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This incident aside, official diplomatic immunity includes murder and rape. The person is deported and that's it. It's to stop unethical false charges. Just like embassies are considered to be sovereign spaces.
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Old 15th June 2017, 10:25 PM   #16
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Originally Posted by Skeptic Ginger View Post
This incident aside, official diplomatic immunity includes murder and rape. The person is deported and that's it. It's to stop unethical false charges. Just like embassies are considered to be sovereign spaces.
Except they may face criminal charges back home.
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Old 15th June 2017, 10:48 PM   #17
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Originally Posted by marplots View Post
Except they may face criminal charges back home.
No. They generally cannot face criminal charges back home, because the crime wasn't committed at home.

What can happen in a case where the crime is sufficiently serious and genuine (and it has happened) is that the country of the diplomat who commits such a crime revokes their diplomatic immunity, thus allowing the host country to prosecute.
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Old 15th June 2017, 11:17 PM   #18
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Originally Posted by Ziggurat View Post
No. They generally cannot face criminal charges back home, because the crime wasn't committed at home.
I thought she meant a crime committed on embassy grounds, which is part of the home territory.
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Old 15th June 2017, 11:30 PM   #19
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Originally Posted by Ziggurat View Post
No. They generally cannot face criminal charges back home, because the crime wasn't committed at home.

What can happen in a case where the crime is sufficiently serious and genuine (and it has happened) is that the country of the diplomat who commits such a crime revokes their diplomatic immunity, thus allowing the host country to prosecute.
Hilited: I think you're assuming a very small sub-set of countries, e.g. those tagged with "civilized". I can think of a couple of dozen off the top of my head where the governments and justice systems wouldn't care if the crime was commited in another galaxy. I don't think I'd want to be a Chinese, Thai, North Korean, Russian or Singaporean citizen (just to name a nice cross-section) citizen who did something to put the home team in a bad light. A Chinese businessman caught scamming people might be subject to five years in an American country club white collar prison. In China, he might well be shot. Twice. Once for the crime, another time for causing the government to lose face.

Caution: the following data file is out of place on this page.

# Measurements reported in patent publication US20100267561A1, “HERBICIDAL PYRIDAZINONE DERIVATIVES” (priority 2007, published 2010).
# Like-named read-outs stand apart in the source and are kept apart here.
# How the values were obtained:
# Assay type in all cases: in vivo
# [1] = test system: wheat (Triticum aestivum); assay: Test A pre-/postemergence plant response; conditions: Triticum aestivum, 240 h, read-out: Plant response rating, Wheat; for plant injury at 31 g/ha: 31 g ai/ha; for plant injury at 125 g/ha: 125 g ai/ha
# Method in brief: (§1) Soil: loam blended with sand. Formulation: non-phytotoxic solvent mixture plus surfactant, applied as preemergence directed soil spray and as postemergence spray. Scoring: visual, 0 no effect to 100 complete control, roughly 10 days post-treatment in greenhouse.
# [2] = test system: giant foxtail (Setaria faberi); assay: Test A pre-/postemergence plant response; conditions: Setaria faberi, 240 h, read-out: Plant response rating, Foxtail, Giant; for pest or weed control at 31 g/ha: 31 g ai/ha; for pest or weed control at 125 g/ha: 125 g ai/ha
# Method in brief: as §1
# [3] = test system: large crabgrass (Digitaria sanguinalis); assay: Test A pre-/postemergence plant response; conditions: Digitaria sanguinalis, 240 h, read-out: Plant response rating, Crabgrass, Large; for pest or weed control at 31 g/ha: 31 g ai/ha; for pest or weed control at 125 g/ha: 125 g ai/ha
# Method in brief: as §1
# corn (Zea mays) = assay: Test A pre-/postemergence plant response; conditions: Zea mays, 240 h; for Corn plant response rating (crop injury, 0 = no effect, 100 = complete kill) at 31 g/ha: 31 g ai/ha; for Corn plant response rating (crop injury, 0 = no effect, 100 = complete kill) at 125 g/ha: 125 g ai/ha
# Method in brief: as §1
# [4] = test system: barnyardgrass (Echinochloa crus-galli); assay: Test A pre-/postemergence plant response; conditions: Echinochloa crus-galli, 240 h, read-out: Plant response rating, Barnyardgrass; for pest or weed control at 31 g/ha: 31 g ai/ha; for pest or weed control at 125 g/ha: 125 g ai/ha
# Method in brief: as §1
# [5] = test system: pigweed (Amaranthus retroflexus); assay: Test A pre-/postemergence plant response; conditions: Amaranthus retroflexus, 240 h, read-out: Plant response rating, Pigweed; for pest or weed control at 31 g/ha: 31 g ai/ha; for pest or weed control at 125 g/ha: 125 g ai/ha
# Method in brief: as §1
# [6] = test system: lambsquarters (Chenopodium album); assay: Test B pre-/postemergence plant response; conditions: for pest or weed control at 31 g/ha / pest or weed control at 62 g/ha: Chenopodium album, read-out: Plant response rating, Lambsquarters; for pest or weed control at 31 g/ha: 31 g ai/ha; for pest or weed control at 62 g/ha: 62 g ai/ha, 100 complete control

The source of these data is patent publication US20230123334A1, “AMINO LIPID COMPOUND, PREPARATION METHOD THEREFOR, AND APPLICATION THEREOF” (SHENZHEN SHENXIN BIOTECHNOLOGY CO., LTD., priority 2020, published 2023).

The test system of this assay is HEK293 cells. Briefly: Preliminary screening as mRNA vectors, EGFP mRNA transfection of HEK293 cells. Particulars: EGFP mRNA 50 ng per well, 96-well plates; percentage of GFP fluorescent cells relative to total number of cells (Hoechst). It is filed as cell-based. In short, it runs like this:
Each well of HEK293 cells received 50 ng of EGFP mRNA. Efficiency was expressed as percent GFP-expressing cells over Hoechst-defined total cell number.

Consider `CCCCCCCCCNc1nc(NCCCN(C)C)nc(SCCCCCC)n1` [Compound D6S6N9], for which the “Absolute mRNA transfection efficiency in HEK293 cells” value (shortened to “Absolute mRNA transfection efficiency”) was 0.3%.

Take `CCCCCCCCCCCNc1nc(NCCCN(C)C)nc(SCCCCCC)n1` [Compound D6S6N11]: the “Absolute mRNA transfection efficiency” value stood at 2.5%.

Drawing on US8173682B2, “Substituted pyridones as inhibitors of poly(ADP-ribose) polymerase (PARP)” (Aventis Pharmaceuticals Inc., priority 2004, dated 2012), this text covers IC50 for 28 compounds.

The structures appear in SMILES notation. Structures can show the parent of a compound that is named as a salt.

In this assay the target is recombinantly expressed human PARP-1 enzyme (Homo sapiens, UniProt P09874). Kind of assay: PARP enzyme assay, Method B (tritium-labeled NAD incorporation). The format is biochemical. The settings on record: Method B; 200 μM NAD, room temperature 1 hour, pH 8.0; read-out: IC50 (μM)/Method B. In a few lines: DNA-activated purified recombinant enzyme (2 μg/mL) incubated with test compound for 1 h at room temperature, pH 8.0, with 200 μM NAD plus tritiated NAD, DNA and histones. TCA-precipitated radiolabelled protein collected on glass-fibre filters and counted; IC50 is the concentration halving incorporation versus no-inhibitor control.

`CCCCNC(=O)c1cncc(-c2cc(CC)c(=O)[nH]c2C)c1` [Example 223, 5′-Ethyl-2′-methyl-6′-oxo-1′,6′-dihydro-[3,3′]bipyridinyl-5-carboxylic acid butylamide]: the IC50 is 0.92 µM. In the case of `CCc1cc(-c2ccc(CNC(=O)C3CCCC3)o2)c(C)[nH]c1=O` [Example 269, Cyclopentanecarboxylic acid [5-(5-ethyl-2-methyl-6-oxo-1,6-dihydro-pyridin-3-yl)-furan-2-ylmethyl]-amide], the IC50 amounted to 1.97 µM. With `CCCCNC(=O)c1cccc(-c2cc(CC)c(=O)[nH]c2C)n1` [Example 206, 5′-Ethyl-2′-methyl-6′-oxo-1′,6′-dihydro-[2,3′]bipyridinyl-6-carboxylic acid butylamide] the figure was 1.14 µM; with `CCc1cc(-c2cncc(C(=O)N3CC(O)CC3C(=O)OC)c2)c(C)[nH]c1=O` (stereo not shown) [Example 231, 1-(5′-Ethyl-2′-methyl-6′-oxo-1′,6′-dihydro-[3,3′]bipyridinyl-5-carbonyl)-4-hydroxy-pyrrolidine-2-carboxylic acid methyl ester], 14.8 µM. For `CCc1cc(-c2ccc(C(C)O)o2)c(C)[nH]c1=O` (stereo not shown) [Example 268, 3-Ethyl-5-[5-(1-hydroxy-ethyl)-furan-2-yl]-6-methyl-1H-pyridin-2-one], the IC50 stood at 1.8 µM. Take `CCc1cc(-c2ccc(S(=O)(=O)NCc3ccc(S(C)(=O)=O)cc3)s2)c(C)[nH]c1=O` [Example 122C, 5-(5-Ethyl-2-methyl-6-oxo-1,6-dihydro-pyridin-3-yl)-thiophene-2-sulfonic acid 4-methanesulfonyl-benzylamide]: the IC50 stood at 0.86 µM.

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Old 15th June 2017, 11:33 PM   #20
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Originally Posted by marplots View Post
I thought she meant a crime committed on embassy grounds, which is part of the home territory.
I was replying to the OP. If said Erdogan security forces had diplomatic immunity (it doesn't look like they did, but I haven't read the details), and had they bashed heads including killing someone, they could not be prosecuted. It sucks and has meant some horrendous crimes went unprosecuted. But it's a tradeoff and protects our diplomats from false charges.

BTW, just because someone is part of a foreign leader's entourage, I'm not sure that automatically confers diplomatic immunity. It's typically applied to embassy staff.

But I could be wrong.

As for facing charges back home, I do believe 'cannot' is the wrong verb. May or may not depending on circumstances, but cannot? No, that would be applying our laws in countries they don't apply in.

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Old 16th June 2017, 03:17 AM   #21
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Originally Posted by Foolmewunz View Post
Hilited: I think you're assuming a very small sub-set of countries, e.g. those tagged with "civilized". I can think of a couple of dozen off the top of my head where the governments and justice systems wouldn't care if the crime was commited in another galaxy.